The Concept of Equality in Indian Law

JurisdictionUnited States,Federal
CitationVol. 85 No. 1
Publication year2021


Judge William C. Canby, Jr.(fn*)

In order to approach the subject of equality in Indian law, I reviewed Judge Betty Fletcher's numerous Indian law opinions. It has been a privilege to serve as a colleague of Judge Fletcher for nearly thirty years on the United States Court of Appeals for the Ninth Circuit during which time Judge Fletcher has served as the conscience of our court. In examining her opinions I looked for ringing phrases, calling Indian supporters to the figurative barricades, but found none. All of the opinions I read were careful, technically fine-tuned, and seemed to spring sensibly from the precedent they discussed. I have to say that Judge Fletcher is the least self-indulgent judge I have ever read. She seems to think that it is not her place to fill an opinion with her hopes and fears, delirium, or angst. What restraint! What I cannot figure out is how she can make the law come out with such consistently good results.

If you ask someone on the street what he or she thinks of the status of Indians, the answer (if it is a non-Indian) is likely to be: Why are Indians treated any differently from anyone else? The answer, of course, is history. In numerous treaties or other agreements, Indians yielded much of their territory to those of us who now occupy it, reserving small portions to themselves and their tribes-hence the term "reservations." These were government-to-government arrangements, and nothing is more important to the contemporary tribal Indian than recognition of this point, and an honoring of tribal government at least equally with, say, state government. That is the equality upon which the tribes insist. And when we recognize a government in our midst, we cannot treat its constituents exactly as we treat ourselves.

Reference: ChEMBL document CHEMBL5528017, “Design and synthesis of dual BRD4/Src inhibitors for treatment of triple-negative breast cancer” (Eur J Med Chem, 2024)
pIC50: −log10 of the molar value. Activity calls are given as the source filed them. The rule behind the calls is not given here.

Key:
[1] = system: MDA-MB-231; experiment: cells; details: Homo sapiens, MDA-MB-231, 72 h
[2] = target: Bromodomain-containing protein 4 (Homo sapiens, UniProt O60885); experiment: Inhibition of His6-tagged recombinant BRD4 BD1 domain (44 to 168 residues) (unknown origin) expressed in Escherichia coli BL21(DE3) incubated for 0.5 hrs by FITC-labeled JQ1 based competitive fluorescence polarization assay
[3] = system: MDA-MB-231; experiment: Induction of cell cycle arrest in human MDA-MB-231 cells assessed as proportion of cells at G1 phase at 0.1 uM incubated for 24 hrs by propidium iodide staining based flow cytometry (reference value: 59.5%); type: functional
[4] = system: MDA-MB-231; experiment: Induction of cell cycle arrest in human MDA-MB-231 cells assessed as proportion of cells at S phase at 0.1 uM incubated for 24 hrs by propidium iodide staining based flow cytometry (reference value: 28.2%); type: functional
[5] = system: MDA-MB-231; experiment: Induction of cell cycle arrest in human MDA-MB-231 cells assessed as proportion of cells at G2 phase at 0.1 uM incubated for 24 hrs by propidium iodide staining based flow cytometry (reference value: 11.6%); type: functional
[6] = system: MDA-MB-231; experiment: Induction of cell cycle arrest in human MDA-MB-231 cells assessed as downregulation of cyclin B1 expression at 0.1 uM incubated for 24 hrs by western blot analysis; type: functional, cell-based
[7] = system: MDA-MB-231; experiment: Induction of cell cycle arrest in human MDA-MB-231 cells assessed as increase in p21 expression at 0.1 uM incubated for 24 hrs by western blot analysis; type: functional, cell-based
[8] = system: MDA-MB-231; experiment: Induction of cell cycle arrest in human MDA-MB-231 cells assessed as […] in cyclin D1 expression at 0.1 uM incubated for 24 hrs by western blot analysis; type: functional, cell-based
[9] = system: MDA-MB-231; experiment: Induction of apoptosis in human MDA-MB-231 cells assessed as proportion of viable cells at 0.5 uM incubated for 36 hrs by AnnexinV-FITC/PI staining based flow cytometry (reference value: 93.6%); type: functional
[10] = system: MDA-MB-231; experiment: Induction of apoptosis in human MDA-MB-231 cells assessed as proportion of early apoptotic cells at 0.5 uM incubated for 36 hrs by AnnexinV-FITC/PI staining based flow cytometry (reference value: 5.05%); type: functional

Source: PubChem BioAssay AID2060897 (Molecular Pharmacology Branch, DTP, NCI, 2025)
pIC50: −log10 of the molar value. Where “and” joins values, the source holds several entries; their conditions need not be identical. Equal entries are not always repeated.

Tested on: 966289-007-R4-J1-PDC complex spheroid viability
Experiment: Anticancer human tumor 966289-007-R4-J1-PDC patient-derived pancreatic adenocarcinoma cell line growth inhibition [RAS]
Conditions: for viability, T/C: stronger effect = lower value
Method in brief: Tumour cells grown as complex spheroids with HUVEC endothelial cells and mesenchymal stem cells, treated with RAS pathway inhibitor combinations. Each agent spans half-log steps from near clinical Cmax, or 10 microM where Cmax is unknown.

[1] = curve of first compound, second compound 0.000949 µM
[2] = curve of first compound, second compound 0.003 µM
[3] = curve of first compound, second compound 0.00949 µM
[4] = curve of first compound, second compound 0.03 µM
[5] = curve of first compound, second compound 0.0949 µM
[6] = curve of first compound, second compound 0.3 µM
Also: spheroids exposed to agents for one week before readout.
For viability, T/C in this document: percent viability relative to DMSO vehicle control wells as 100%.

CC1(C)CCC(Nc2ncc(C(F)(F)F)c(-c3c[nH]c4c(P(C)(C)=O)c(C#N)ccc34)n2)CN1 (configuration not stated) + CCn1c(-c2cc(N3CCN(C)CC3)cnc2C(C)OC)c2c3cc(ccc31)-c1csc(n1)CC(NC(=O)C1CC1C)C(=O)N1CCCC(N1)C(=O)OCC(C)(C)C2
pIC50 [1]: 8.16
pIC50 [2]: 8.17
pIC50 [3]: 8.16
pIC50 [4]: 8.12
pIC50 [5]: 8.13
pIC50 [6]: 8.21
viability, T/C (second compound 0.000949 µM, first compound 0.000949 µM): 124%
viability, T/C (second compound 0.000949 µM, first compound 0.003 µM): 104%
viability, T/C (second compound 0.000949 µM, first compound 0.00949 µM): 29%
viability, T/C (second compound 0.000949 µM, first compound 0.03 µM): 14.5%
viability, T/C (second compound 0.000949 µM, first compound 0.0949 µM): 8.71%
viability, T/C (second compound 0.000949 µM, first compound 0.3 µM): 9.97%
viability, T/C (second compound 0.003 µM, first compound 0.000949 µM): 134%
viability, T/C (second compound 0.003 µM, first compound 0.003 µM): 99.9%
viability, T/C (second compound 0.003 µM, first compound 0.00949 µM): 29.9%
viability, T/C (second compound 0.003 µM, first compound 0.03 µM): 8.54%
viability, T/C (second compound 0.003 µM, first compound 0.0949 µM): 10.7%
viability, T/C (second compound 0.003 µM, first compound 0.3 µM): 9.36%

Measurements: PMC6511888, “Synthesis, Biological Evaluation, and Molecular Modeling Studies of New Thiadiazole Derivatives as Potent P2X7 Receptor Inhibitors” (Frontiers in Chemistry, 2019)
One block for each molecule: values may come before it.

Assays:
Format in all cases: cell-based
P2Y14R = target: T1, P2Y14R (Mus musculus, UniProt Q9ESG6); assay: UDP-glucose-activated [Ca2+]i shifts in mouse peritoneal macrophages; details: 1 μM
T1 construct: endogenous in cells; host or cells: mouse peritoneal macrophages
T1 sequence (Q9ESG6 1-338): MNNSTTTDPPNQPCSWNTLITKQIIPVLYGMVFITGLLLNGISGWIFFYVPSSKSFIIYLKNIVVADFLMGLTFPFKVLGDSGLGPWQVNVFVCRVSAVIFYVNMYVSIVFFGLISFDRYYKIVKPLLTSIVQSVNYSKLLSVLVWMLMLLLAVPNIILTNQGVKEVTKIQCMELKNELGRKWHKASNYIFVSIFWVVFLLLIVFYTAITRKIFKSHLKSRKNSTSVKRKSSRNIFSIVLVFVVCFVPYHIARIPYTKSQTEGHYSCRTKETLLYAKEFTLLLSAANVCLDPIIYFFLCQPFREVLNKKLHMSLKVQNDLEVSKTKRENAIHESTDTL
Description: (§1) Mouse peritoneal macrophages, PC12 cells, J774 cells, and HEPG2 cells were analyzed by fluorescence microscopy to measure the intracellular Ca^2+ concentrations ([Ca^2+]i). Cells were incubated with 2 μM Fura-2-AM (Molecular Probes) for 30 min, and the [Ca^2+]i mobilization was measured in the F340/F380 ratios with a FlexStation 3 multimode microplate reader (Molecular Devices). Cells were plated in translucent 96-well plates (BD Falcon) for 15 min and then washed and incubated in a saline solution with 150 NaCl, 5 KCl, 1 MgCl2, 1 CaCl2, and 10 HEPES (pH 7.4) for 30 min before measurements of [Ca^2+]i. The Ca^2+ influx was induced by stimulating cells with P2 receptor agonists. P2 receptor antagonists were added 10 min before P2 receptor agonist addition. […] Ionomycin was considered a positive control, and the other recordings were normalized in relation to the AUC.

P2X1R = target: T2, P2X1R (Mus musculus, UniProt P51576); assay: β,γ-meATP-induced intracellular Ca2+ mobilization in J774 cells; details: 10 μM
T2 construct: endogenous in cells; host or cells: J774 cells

This brings me to Judge Fletcher's opinion in Nevada v. Hicks(fn1) This decision was reversed by the Supreme Court.(fn2) It happens to the best of us. In fact, it seems to happen to the best of us more than anyone else.

In Hicks, state officers suspected that a tribal member who lived on trust land on a Nevada reservation had violated game laws off-reservation by taking some mountain sheep. They went to state court for a search warrant. The warrant they received noted that the state court's writ did not run into Indian country, and that the officers would need to get the approval of the tribal court for a search. The officers did, and the tribal court narrowed the scope of the search somewhat. The state officers, accompanied by tribal officers, performed the search and confiscated one mounted sheep head. The sheep was soon determined not to have been a protected variety, and the trophy head was returned. The suspicions continued, however, and about a year later the officers obtained another search warrant, with the same caveat. They went to tribal court and got approval for a search, which, like the previous one, was conducted with tribal officers, and one or more additional trophy heads were removed. They, too, were found not to be illegal and were returned. Later, Hicks sued the officers in tribal court for exceeding the scope of the search and for damage to...

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